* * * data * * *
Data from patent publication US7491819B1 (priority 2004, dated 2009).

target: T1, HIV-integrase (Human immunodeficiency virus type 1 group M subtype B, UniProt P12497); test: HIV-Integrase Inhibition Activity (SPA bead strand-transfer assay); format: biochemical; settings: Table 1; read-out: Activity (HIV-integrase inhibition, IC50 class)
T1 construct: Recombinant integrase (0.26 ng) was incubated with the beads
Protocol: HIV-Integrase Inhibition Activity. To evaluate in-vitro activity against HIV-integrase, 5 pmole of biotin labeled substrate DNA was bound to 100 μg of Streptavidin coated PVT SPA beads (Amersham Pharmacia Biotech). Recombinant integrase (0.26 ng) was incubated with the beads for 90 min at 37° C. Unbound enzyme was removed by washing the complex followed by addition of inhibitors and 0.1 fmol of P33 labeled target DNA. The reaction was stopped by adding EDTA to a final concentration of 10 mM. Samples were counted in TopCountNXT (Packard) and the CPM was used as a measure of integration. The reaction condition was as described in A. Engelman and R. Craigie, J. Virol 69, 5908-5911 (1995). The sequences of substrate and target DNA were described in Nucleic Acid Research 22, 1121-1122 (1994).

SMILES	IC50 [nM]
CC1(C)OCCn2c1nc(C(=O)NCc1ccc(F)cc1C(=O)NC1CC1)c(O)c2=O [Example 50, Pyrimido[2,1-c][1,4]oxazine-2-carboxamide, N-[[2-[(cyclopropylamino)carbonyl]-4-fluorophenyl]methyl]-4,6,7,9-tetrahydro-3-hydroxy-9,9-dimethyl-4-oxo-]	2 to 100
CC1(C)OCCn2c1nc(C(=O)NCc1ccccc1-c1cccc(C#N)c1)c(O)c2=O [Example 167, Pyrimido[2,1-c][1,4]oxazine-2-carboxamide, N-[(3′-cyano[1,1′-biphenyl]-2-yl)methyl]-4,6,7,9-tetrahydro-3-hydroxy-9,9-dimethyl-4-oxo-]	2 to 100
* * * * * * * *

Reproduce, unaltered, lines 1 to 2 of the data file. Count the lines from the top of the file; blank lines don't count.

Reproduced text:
Data from patent publication US7491819B1 (priority 2004, dated 2009).

target: T1, HIV-integrase (Human immunodeficiency virus type 1 group M subtype B, UniProt P12497); test: HIV-Integrase Inhibition Activity (SPA bead strand-transfer assay); format: biochemical; settings: Table 1; read-out: Activity (HIV-integrase inhibition, IC50 class)